The Supreme Court ruled in favor of Gideon in a unanimous decision. Justice Black wrote the opinion for the Court, which ruled that the right to the assistance of counsel in felony criminal cases is a fundamental right, and thus must be required in state courts as well as federal courts. Justices Harlan and Clark wrote concurring opinions.
The Court rejected part of their prior decision in Betts v. Brady (1942). In that case, the justices had ruled that indigent defendants need only be provided with a lawyer under special circumstances. The decision accepted the portion of the Court’s ruling in Betts which stated that the parts of the Bill of Rights that are “fundamental and essential to a fair trial” are made binding on the states by the Due Process clause of the Fourteenth Amendment. They specifically noted, however, that “the Court in Betts was wrong … in concluding that the Sixth Amendment’s guarantee of counsel was not one of these fundamental rights.”
The Court said that the best proof that the right to counsel was fundamental and essential was that “[g]overnments … spend vast sums of money to … try defendants accused of crime … Similarly, there are few defendants charged with crime[s]… who fail to hire the best lawyers they can get to prepare and present their defenses.” This indicated that both the government and defendants considered the aid of a lawyer in criminal cases absolutely necessary. In addition, the opinion noted that the Constitution places great emphasis on procedural safeguards designed to guarantee that defendants get fair trials. According to the opinion, “this noble idea cannot be realized if the poor man charged with a crime has to face his accusers without a lawyer to assist him.” The Court concluded that the Sixth Amendment guarantee of a right to counsel was fundamental and essential to a fair trial in both state and federal criminal justice systems. In all felony criminal cases, states must provide lawyers for indigent defendants.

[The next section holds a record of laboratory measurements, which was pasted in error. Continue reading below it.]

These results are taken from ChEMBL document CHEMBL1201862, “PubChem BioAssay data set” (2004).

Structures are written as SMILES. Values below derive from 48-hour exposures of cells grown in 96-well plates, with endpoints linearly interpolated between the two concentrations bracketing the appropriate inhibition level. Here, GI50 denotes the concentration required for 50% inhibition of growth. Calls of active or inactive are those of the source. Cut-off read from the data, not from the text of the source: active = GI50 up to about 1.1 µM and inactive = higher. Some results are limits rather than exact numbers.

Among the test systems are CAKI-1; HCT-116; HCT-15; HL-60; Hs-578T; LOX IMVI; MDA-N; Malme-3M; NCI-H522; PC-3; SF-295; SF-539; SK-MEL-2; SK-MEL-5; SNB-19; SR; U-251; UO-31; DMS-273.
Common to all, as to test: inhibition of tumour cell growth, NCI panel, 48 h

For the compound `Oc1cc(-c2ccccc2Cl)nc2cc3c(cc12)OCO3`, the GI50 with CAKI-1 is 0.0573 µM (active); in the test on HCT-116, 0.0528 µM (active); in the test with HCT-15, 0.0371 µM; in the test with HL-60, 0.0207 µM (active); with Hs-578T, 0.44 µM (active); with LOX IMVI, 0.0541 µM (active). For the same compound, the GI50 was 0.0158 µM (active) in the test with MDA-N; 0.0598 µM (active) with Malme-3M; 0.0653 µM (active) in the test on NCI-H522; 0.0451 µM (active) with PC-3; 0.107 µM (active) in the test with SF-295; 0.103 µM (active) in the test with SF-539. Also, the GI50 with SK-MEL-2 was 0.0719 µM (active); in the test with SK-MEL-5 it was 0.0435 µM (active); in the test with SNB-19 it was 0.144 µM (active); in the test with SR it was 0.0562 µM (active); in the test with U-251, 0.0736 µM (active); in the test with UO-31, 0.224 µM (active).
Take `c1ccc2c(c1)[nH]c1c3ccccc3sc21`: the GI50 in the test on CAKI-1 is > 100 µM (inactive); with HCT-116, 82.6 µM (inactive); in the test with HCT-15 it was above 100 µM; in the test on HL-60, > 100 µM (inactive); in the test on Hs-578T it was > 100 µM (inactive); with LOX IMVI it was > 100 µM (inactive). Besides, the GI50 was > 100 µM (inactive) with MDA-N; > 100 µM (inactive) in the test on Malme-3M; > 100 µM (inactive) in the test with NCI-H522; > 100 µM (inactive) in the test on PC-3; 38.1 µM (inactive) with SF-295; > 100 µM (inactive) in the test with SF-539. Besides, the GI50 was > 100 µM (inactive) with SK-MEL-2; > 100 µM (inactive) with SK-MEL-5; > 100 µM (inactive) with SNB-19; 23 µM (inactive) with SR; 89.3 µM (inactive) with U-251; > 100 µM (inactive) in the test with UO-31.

In his concurring opinion in Gideon, Justice Clark agreed that Betts v. Brady should be overturned, and that the Sixth Amendment must be interpreted to require states to provide counsel for criminal defendants. Under Betts, states were only required to provide lawyers for criminal defendants under special circumstances, which included capital cases. Justice Clark noted that the Constitution does not make any distinction between capital and noncapital cases, but requires procedural protections for defendants meeting the standard of due process of law in both situations. The procedural protections required therefore should not be different depending on whether the defendant was charged with a capital crime or a noncapital crime, according to Justice Clark.
In his concurring opinion, Justice Harlan also agreed that the right to counsel in criminal cases is a fundamental and essential right. He explained that Betts v. Brady mandated that there must be special circumstances present, such as complex charges, incompetence or illiteracy of defendants, or the possibility of the death penalty as a sentence, to require states to provide criminal defendants with counsel. He then argued that “the mere existence of a serious criminal charge constituted in itself special circumstances.” Since, according to Justice Harlan, all felony criminal trials involved special circumstances, states should be required to provide lawyers for indigent defendants.